2013 Planar Ultrawideband Modular Antenna (PUMA) arrays are low-cost, wide-scan, and low-cross polarization dual-polarized UWB arrays that combine excellent electrical performance with convenient and practical feeding/fabrication processes. Each member of the PUMA array family consists of tightly coupled horizontal dipoles over a ground plane with novel feeding schemes that enable simple PCB fabrication. This feeding eliminates the need for baluns, “cable organizers,” and other external support mechanisms to produce stand-alone, high-efficiency radiators. Additionally, all PUMA arrays consist of dual-offset dual-polarized lattice arrangements for modular, tile-based assembly. This paper will review the basic operation principles of the PUMA arrays followed by the technological evolution of the PUMA array family. Fabricated PUMA arrays and full-wave simulations of structures that can be manufactured with standard fabrication technologies will be shown along with results.

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A 7–21 GHz Dual-Polarized Planar Ultrawideband Modular Antenna (PUMA) Array

IEEE Transactions on Antennas and Propagation

Holland, S.S., Schaubert, D.H., Vouvakis, M.N.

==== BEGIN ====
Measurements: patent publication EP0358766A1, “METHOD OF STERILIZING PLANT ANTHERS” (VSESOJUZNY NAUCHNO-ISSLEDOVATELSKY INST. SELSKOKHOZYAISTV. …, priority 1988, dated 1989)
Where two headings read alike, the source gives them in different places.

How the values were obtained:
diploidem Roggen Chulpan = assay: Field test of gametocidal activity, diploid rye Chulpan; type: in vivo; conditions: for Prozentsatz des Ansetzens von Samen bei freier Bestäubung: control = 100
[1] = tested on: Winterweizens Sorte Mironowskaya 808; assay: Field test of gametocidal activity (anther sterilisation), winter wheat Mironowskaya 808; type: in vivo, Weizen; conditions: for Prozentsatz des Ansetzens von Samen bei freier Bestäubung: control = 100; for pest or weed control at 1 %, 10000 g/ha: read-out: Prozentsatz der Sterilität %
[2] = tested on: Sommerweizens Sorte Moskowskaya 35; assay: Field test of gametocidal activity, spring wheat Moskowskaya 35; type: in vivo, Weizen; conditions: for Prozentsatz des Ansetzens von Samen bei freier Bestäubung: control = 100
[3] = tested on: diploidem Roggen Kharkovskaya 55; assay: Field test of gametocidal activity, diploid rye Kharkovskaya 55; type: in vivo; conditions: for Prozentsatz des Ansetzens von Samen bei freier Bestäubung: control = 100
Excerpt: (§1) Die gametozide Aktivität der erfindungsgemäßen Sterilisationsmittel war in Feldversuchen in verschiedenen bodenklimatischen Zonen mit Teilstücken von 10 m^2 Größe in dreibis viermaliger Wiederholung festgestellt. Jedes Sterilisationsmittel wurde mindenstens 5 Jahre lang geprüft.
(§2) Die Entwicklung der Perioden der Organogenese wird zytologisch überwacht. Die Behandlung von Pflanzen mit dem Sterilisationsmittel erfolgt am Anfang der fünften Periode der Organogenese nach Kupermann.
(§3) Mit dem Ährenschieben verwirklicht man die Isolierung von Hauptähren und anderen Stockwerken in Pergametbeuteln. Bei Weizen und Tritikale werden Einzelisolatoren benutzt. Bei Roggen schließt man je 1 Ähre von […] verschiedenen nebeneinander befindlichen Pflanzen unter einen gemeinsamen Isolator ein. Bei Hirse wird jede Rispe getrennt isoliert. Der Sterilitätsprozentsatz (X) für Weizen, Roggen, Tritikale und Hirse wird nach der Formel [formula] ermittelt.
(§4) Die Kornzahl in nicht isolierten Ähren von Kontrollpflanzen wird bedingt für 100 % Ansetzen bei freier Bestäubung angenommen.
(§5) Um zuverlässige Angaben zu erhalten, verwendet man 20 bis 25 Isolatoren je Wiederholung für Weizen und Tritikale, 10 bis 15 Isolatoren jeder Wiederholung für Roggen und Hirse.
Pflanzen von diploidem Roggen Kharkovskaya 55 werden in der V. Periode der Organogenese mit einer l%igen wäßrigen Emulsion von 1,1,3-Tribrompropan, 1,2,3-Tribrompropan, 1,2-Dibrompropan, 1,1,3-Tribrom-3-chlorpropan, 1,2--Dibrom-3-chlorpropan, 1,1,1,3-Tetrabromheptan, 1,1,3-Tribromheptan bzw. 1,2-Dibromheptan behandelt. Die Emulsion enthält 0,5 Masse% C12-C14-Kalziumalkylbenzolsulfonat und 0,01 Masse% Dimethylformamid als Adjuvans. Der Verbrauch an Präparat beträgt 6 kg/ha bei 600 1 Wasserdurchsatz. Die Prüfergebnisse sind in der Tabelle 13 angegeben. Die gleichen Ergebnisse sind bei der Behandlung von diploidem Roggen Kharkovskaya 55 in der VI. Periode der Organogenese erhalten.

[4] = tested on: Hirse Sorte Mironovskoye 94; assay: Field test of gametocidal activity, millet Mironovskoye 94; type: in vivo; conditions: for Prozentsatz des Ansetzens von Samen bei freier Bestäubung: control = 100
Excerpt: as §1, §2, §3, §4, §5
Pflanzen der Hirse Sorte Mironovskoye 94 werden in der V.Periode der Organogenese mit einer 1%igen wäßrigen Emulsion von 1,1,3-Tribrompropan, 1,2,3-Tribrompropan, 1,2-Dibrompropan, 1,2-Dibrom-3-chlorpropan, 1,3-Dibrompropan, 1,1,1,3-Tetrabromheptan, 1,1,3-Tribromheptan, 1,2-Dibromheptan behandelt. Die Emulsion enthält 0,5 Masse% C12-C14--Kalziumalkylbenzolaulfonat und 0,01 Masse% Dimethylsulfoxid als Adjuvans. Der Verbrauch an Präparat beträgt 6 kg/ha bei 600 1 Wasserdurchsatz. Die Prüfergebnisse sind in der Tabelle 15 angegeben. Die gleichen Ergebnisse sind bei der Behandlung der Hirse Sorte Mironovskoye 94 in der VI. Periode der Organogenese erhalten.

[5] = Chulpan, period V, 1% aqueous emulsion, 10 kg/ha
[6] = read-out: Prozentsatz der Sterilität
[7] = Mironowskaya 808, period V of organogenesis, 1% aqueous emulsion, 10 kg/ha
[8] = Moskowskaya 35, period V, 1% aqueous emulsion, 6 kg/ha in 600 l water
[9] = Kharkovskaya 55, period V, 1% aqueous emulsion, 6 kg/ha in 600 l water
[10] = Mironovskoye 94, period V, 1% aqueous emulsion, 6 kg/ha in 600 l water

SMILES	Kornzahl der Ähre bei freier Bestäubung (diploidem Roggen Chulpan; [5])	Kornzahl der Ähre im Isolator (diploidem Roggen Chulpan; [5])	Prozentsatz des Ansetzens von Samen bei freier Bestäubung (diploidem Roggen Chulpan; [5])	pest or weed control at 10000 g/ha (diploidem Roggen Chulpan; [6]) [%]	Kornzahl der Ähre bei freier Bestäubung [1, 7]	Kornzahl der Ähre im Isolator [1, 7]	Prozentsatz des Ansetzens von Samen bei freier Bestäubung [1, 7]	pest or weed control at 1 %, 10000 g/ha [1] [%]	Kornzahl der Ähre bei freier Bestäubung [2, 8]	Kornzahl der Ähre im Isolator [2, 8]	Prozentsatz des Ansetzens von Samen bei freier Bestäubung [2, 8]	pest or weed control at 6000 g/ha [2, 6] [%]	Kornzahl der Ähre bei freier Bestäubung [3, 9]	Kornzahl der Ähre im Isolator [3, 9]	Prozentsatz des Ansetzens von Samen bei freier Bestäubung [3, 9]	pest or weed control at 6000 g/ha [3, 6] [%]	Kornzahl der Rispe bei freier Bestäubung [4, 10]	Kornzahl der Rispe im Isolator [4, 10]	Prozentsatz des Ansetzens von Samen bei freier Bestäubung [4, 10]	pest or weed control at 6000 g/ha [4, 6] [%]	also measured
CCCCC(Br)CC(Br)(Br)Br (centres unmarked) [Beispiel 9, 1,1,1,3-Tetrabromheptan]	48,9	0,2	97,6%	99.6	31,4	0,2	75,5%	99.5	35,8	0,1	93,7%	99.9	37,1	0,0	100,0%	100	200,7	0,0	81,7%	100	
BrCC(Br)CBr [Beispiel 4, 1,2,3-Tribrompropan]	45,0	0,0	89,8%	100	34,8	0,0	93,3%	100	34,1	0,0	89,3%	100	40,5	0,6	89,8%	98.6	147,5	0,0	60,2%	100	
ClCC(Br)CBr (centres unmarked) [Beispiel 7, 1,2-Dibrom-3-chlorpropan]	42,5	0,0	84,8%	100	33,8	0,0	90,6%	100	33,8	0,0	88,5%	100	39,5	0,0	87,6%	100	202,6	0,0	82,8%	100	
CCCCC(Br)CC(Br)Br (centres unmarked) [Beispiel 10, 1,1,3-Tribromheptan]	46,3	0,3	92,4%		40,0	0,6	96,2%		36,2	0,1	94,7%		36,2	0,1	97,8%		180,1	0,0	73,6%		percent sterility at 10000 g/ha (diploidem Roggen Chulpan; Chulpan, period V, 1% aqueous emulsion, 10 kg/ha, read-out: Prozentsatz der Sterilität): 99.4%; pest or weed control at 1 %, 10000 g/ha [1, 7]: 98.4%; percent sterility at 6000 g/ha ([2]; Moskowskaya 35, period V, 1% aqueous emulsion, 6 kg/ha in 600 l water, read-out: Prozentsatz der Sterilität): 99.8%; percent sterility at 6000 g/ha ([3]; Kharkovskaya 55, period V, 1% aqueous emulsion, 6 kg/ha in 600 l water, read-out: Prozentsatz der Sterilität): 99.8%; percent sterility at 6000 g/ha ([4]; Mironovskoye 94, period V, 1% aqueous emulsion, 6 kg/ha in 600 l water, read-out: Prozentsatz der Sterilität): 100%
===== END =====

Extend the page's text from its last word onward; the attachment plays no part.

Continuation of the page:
2012 The design, fabrication, and measurement of a 16 × 16 dual-polarized planar ultrawideband modular antenna (PUMA) array operating over 7-21 GHz (3:1 bandwidth) are presented. The array is comprised of tightly coupled dipoles printed on a grounded dielectric substrate and are excited by an unbalanced feeding scheme that eliminates external wideband baluns and feed organizers. The array can be assembled modularly, where each low-profile, fully planar, low-cost tile is fabricated using standard multilayer microwave PCB techniques. A unique solderless, modular interconnect mates the array to a dilation fixture that facilitates measurements using standard surface-mount assembly (SMA) connectors and terminations. After presenting the most critical design trends, simulation results of the final array in infinite, infinite × finite, and finite × finite models are compared with measurements. This prototype array exhibits a measured active VSWR.